The Artsy Jumbo | Junior Hallie Gluk embraces technology and pure aesthetics
Published: Thursday, October 4, 2012
Updated: Thursday, October 4, 2012 08:10
Hallie Gluk’s visual artwork is quite distinctive: it is both innovative and so thoroughly embedded in her day-to-day life that she cannot separate her pieces for school from her more personal creations. She truly lives her art.
“It’s funny to try and articulate something about my “work” because that would require me to make a distinction between pieces I make...with some specific intention, [and] day to day adornment or craft,” Gluk, a junior majoring in International Letters and Visual Studies who is also in the combined degree program with the School of the Museum of Fine Arts, said.
Generally, Gluk’s work generally has an antique, eclectic style to it.
“In trying to peg my aesthetic, I can say that I love antiquated ornamentations: [especially those from the] Byzantine, Classical and Persian [Empires],” she said. “This overlaps with [my] historical and personal interest in symbology.”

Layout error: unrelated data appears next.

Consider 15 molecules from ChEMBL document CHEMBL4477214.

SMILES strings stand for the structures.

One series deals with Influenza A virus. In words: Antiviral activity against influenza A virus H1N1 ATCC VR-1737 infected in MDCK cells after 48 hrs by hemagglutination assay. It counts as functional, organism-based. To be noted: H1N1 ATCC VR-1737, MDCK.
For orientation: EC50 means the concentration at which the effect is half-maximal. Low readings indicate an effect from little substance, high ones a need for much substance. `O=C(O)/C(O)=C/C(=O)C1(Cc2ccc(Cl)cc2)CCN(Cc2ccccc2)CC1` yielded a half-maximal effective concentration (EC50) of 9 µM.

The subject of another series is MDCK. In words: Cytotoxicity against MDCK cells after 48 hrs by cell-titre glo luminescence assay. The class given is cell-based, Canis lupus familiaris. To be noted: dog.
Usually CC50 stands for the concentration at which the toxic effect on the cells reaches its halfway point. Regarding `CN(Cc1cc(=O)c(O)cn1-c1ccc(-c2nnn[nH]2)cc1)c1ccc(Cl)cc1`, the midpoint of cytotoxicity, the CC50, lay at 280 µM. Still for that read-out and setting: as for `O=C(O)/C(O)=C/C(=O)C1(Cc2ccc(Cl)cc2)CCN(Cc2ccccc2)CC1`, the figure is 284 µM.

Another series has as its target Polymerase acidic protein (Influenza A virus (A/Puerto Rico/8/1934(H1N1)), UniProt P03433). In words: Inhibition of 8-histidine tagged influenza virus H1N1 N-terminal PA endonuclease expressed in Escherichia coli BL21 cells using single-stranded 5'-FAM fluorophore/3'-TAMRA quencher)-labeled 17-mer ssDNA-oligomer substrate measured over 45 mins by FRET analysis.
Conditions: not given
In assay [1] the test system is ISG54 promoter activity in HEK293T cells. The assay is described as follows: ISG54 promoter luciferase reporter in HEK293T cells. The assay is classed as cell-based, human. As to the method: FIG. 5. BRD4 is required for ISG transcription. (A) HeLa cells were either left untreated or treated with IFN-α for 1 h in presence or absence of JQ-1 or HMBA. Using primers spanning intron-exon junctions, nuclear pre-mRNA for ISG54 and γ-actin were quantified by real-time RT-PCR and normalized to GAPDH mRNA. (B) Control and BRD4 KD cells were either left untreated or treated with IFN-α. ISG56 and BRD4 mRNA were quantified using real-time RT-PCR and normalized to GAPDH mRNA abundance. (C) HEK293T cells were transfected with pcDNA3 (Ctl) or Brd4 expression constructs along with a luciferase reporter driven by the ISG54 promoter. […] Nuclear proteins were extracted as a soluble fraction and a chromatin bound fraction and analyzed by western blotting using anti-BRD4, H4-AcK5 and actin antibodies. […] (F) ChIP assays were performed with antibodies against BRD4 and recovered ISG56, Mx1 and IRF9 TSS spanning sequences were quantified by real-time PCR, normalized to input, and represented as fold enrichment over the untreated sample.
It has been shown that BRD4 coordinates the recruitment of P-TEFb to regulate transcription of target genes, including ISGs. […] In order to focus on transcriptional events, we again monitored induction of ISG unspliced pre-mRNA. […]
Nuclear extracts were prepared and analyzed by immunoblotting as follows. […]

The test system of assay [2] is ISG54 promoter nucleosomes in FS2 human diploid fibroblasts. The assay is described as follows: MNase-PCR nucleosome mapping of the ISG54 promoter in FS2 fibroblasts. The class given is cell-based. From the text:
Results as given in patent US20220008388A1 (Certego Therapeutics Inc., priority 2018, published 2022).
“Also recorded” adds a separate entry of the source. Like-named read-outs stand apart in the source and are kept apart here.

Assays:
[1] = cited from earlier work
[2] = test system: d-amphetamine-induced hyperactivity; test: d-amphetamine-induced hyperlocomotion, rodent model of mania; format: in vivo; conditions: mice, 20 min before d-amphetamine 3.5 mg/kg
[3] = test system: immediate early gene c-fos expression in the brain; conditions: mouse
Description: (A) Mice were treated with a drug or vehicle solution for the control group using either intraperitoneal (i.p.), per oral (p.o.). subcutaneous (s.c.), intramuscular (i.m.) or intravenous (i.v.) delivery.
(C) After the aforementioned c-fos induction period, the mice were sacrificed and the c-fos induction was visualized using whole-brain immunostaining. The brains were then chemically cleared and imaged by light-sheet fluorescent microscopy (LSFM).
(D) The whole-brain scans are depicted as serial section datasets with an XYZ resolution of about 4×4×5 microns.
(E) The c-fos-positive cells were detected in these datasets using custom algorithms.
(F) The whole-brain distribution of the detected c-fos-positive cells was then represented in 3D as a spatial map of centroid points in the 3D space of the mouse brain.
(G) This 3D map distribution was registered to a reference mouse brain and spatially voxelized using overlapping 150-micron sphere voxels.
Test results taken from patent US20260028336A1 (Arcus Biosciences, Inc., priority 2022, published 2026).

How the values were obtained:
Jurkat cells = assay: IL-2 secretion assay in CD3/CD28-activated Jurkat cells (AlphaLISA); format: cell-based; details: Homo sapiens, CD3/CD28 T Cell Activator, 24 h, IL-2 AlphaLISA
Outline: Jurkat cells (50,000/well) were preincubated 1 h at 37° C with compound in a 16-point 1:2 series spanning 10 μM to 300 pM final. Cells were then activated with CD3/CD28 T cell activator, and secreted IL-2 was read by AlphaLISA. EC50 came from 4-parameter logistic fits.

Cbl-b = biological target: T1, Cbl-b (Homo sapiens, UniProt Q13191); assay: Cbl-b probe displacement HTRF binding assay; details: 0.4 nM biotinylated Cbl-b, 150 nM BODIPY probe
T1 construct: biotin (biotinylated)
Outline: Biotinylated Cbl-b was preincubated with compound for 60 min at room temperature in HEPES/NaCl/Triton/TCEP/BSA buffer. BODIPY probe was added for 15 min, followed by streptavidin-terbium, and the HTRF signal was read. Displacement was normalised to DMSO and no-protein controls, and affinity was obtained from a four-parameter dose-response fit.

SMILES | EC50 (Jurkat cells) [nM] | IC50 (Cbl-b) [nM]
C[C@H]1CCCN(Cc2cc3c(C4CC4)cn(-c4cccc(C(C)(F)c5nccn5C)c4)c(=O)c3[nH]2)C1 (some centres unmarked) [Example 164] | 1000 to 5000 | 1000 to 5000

She also emphasized the importance of technology as an influence in her work.
“The Internet...allows us to experience things in a...removed sort-of way,” she said. “This opens up exciting potential to appropriate in a way [that is] both unfettered and conscientious. “
Gluk added that art has the power to make its own history instead of reflecting the meaning of events and objects. This is not a particularly unusual approach to art-making, but Gluk does embrace the purely visual components of her art more than most artists do.
“I’m afraid people shy away from strong aesthetics, or dismiss “visual” as a synonym for “shallow,” when the visual holds so much power,” Gluk said.